for transportation improvement.

III. Alternatives

    It is expected that the scoping meeting and written comments will 
be a major source of candidate alternatives for consideration in the 
study. The following briefly describes the general alternatives that 
are suggested for consideration along the Corridor:
     No Project. Certain transportation improvement projects 
already slated for construction, such as the Woodhaven Expressway 
Extension and I-95 reconstruction, would proceed. However, no major 
improvements would occur in the Boulevard Corridor.
     Transportation System Management (TSM). TSM would involve 
making operational and low cost capital improvements to existing 
roadways and transit facilities. Pursuing this alternative could result 
in options such as enhancing bus service in the corridor, changing the 
design and operation of intersections, and improving bus stop waiting 
areas.
     Additional Grade Separations. Additional underpasses--
similar to the one at Cottman Avenue--could address the Corridor's 
transportation needs.
     Expressway. This concept would lower the inner travel 
lanes below the cross streets.
     Busway. An exclusive travel lane for limited stop express 
buses could be implemented along the Boulevard.
     Light Metro. Under this concept, rail vehicles would 
operate at street level along the Boulevard median as an extension of 
the Broad Street Subway, crossing intersections at grade along the 
Boulevard. The vehicles would draw electricity from a third rail while 
in the subway and from overhead wires while on the Boulevard.
     Broad Street Extension. The Broad Street Line would extend 
up the Boulevard from Broad-Erie Station as either a subway or a modern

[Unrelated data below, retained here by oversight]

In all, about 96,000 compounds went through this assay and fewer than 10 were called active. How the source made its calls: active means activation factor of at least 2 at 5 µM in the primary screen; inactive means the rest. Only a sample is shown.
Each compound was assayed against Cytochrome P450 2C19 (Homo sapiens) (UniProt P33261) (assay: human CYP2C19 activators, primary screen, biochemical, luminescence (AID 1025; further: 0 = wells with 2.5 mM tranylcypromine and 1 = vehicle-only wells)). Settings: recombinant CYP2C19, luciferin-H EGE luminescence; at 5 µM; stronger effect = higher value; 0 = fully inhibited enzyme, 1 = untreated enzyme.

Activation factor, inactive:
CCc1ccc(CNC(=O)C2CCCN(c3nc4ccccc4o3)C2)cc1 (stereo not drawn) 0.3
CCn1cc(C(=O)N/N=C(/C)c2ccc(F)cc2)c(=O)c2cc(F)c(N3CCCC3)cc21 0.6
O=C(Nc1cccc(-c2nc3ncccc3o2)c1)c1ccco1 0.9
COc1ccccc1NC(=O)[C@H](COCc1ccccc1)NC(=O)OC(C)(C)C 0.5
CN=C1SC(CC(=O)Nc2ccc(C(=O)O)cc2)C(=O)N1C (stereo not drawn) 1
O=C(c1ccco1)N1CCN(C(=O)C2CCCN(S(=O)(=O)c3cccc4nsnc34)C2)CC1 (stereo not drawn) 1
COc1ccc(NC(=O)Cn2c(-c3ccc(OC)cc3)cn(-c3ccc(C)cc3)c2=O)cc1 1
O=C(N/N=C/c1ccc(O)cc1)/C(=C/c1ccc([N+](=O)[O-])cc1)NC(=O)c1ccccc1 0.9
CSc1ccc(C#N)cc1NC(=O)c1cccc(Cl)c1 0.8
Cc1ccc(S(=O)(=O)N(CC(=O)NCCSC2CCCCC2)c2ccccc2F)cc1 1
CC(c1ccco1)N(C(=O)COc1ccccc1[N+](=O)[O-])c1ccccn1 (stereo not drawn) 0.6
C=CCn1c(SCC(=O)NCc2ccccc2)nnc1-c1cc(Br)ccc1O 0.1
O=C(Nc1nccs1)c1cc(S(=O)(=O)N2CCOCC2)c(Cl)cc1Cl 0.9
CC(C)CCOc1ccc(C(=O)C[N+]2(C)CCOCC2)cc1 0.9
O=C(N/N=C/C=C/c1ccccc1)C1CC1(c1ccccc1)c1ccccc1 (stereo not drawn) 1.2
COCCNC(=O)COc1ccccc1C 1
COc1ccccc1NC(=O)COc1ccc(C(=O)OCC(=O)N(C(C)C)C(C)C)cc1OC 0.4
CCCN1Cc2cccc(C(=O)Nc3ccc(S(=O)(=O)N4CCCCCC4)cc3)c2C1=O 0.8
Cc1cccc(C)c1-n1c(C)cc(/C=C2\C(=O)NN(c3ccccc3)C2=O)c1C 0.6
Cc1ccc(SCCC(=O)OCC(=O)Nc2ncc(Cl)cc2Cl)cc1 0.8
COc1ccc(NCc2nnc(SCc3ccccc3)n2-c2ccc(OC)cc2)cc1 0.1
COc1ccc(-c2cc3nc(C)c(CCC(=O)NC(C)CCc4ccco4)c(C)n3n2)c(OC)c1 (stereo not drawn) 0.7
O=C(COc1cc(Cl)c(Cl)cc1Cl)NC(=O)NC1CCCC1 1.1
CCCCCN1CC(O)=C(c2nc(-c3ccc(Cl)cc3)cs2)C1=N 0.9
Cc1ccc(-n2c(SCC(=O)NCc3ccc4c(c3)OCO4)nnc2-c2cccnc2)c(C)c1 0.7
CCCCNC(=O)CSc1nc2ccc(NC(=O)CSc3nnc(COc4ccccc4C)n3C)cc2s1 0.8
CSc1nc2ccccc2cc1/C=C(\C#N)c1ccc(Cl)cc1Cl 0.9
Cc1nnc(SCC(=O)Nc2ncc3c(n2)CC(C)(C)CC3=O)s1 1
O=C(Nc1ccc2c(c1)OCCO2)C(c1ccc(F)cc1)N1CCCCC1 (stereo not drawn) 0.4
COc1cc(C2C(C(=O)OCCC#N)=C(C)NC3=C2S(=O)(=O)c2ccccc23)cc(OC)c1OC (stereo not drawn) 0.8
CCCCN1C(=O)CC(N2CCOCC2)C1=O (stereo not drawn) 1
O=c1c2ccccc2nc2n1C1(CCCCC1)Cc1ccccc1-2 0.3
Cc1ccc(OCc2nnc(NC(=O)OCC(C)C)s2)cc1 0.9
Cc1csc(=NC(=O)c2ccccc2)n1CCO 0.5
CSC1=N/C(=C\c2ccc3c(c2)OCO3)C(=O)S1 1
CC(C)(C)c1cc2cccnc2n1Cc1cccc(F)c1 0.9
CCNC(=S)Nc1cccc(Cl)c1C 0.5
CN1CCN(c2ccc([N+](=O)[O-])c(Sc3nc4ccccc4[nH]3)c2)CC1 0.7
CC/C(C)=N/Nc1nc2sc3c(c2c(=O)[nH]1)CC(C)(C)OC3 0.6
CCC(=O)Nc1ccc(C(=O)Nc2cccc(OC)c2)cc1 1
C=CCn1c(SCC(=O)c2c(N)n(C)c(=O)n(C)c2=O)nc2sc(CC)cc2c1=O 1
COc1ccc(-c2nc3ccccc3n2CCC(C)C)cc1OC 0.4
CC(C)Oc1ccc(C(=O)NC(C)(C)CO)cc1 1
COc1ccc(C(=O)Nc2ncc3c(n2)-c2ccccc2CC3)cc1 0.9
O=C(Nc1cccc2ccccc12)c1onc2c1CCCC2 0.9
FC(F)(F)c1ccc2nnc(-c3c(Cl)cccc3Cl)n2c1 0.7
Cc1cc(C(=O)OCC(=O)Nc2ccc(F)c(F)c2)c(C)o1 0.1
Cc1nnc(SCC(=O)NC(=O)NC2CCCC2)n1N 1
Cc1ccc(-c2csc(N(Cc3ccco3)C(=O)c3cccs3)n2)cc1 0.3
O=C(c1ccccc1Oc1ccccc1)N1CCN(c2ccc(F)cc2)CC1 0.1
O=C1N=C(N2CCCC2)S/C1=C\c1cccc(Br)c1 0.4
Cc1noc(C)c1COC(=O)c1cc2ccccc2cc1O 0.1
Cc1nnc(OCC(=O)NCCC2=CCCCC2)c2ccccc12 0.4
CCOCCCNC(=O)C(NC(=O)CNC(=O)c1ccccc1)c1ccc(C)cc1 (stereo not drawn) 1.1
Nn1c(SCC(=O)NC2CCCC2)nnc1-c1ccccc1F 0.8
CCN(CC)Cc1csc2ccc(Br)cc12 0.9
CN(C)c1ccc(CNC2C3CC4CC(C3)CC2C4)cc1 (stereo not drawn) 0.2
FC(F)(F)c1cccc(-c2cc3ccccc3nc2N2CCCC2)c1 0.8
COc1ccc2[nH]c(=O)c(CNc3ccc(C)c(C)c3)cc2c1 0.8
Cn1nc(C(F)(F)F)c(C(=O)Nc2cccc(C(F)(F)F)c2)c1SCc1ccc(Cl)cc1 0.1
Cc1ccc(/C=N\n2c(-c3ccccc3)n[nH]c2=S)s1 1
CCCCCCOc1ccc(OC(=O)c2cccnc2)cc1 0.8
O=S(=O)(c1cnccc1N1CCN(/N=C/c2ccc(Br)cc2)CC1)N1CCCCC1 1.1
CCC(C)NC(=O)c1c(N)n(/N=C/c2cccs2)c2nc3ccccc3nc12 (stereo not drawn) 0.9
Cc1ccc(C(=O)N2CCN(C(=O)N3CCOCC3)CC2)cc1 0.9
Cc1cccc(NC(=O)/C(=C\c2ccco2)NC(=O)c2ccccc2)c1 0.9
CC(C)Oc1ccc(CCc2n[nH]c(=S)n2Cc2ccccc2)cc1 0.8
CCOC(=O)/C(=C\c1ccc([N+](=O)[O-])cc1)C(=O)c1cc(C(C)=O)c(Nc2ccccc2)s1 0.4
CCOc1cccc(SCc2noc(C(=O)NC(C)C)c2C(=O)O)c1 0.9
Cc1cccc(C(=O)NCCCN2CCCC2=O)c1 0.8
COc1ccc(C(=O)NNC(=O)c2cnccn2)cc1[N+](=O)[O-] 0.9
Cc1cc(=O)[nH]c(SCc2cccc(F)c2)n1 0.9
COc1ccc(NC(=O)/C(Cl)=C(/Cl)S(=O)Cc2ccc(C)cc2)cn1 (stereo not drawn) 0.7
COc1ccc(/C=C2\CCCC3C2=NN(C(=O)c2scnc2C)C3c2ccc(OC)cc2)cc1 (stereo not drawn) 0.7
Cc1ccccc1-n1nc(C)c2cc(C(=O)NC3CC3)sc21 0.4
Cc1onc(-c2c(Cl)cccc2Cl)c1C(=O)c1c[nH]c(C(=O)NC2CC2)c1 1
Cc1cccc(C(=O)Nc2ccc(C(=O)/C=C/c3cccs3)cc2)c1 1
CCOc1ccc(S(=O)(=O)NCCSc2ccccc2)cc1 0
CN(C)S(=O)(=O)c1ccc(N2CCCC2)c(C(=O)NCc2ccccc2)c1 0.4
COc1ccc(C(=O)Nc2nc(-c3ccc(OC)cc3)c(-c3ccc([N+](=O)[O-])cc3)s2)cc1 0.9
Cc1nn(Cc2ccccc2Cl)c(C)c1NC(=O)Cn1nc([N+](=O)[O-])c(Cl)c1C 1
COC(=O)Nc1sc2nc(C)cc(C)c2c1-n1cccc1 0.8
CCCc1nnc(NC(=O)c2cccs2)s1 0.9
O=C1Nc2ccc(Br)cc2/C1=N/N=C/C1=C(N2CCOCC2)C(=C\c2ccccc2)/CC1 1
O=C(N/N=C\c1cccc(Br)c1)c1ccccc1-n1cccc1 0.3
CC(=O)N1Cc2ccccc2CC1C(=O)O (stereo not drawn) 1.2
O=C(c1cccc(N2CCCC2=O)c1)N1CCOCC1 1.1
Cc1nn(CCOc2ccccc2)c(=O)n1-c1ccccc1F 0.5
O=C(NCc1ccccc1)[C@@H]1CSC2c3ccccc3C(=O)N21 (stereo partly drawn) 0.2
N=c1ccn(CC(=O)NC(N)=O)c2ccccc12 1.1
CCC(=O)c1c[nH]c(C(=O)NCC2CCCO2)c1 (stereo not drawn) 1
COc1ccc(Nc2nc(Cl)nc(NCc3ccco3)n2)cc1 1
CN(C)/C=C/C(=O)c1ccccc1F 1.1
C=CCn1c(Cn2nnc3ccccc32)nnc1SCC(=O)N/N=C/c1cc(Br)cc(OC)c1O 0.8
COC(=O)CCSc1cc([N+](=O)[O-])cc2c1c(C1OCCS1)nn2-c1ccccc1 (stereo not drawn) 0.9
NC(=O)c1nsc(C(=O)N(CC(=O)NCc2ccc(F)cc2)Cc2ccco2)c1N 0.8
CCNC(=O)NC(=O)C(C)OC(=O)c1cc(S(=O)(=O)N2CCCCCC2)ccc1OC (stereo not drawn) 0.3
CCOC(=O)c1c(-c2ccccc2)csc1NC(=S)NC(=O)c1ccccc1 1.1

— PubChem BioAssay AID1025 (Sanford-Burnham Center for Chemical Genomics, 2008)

elevated line.
     Broad Street Extension with Expressway. The Broad Street 
Line would operate in the median of the expressway described earlier.
     Market-Frankford Extension. The Market-Frankford Line 
would extend from Frankford Terminal along Bustleton Avenue, and from 
that point follow the Boulevard alignment. The line could operate as a 
subway or a modern elevated.
     Market-Frankford Extension with Expressway. From Bustleton 
Avenue northward, the Market-Frankford Line extension could operate in 
the median of the expressway described earlier.
     Broad Street Extension with a One-Station Market-Frankford 
Extension. In this suggested concept, the Broad Street Line would 
extend as a subway or elevated, as described above, and would meet a 
short extension of the Market-Frankford Line.
     New York Short Line. Either Broad Street Subway service or 
the Regional Rail network would be extended along the western portion 
of the study area, sharing the right-of-way of an existing freight 
railroad.
    Based on public input received during scoping, variations of the 
above alternatives and additional alternatives suggested during 
scoping, as well as other transportation-related improvement options, 
both transit and non-transit, will be considered for the Roosevelt 
Boulevard Corridor.

IV. Probable Effects

    Most of the Corridor runs through densely populated residential 
neighborhoods, with row homes facing the Boulevard. Also, the Boulevard 
is an attractive, tree-lined parkway. Issues and impacts to be 
considered during the study include potential changes to: the physical 
environment (air quality, noise and vibration, water quality, 
aesthetics, etc.); the social environment (land use, development, 
neighborhoods, job accessibility, etc.); parklands and historic 
resources; transportation system performance, including vehicular and 
pedestrian circulation and parking; capital, operating and maintenance

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costs; financial resources available and financial impact. Evaluation 
criteria will include consideration of the local goals and objectives 
established for the study, measures of effectiveness identified during 
scoping, and criteria established by FTA for ``New Start'' transit 
projects.

    Issued on: September 7, 1999.
Sheldon A. Kinbar,
Regional Administrator, FTA.
Carmine M. Fiscina,
Technology and Safety Engineer, FHWA.
[FR Doc. 99-23615 Filed 9-9-99; 8:45 am]
BILLING CODE 4910-57-P